The hon. Member for Gedling asked a number of perfectly good questions, and I accept that more work needs to be done on the matter. That is precisely why the Secretary of State has set up an advisory group to work with head teachers from special schools and mainstream schools with special units, so that we can work through the details of the points that have been made.
The point about partnering is important. We would expect any school that gets academy status to partner with another school. That could provide an opportunity
to spread knowledge, particularly on special education. There are already many good examples of special schools that are doing that, but it is not always happening. We will strongly encourage special schools to use the training that their staff have, which is often lacking in mainstream settings, to ensure that we drive up standards for children with special educational needs. We expect partnering to provide that opportunity.
Mr Graham Stuart: The Minister talked about areas of detail that needed attention. One of the most critical of those to schools is, of course, the money involved. Can she give us any idea whether she expects special schools to see a bigger increase in their direct budget? Will local authorities spend a greater sum to support them than to support other schools? That takes us back to a point made by the hon. Member for Brent North (Barry Gardiner)-if the money at the centre is to be denuded, we would rather the most needy got their share first and the strongest and the best be the ones who have to struggle with the least money, not the other way around.
Sarah Teather: The point made by my hon. Friend, the Chair of the Select Committee on Education, and by the hon. Member for Brent North (Barry Gardiner) is precisely why the advisory group has been set up. It will work through the details. That is why we do not expect any special school to convert into an academy until next year. I recognise that funding issues need to be considered, because we are talking about a place-based funding system, and that we need to work through the issue of how special schools interact with other schools. We want to work with those on the ground who have expertise but who want the programme to happen.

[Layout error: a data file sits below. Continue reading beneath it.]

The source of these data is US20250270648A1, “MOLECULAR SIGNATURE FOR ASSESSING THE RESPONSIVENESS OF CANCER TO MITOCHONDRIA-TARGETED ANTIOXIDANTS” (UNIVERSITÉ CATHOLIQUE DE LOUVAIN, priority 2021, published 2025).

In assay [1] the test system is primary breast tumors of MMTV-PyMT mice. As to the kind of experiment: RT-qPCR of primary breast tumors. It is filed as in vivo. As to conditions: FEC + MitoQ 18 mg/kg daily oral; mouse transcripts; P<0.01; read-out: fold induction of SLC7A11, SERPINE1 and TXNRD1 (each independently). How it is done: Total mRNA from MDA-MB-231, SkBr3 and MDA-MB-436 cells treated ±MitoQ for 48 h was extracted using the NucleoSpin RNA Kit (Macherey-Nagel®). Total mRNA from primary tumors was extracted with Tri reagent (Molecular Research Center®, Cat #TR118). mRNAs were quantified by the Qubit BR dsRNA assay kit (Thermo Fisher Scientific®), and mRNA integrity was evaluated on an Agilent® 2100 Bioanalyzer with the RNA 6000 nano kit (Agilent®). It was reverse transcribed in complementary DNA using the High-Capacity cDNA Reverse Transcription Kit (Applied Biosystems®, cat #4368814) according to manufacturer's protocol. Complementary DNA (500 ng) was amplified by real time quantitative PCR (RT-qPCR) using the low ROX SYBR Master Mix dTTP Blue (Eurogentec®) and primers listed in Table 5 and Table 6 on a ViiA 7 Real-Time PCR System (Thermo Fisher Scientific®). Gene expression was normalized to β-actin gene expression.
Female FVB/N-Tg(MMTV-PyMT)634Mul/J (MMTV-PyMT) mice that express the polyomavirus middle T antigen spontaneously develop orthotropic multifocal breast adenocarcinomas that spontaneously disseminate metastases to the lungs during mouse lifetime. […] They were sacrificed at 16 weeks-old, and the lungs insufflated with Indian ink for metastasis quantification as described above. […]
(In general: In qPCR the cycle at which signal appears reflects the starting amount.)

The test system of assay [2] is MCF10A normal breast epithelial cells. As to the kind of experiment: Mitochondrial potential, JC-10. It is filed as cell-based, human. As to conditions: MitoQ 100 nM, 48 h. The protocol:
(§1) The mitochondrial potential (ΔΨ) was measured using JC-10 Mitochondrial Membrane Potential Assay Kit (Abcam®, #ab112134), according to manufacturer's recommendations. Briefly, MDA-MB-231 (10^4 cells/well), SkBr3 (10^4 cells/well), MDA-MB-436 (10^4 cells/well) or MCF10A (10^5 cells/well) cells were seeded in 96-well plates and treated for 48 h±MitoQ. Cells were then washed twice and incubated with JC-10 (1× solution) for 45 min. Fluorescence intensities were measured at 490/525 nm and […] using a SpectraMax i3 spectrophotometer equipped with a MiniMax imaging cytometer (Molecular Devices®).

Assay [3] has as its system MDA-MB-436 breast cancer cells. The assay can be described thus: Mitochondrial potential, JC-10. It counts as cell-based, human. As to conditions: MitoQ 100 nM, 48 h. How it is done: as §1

Whatever disagreements we have about the wording that has been used and whether special schools have just "expressed an interest" or really will become academies, we should recognise that there are special school head teachers who want their schools to become academies. They feel that that freedom will enable them to do some of the things that they have already been doing as outstanding schools, but also to work better with the community and have flexibility to change how their schools are run, so that they can better provide for children in their area.
Glenda Jackson: Will the specialised and more detailed approach to special schools be consulted upon on a much wider horizon than merely head teachers and teachers? I say "merely" not because I dismiss them-we all acknowledge their remarkable work-but the Minister must be aware that although many parents of pupils in special schools find changes in those schools easy to accommodate and understand, many do not for a variety of reasons. It would be quite wrong to make changes to special schools without ensuring that every parent had been properly consulted in the most detailed way on those changes, which may affect their children. She must know that for some parents, such changes are very hard to understand.
Sarah Teather: It does. I should probably be a bit firmer about completing a paragraph before taking interventions. I was going to say that the working group will also include local authority representatives. I will get the detail of who is to be on it. There are also special educational consortiums representing the interests of parents whose children have special educational needs. The point that the hon. Lady made, however, was about the process of consultation on conversion. We will have a separate discussion on that under a different group of amendments, so I will not respond to that point because it would be out of order in this debate.
The hon. Member for Gedling spoke about charging. I think he would recognise that maintained schools can already charge for certain services in some circumstances, particularly for adult education after hours. However, clause 1(9) specifically prohibits charging for daytime educational services. Other details will remain exactly as they are now.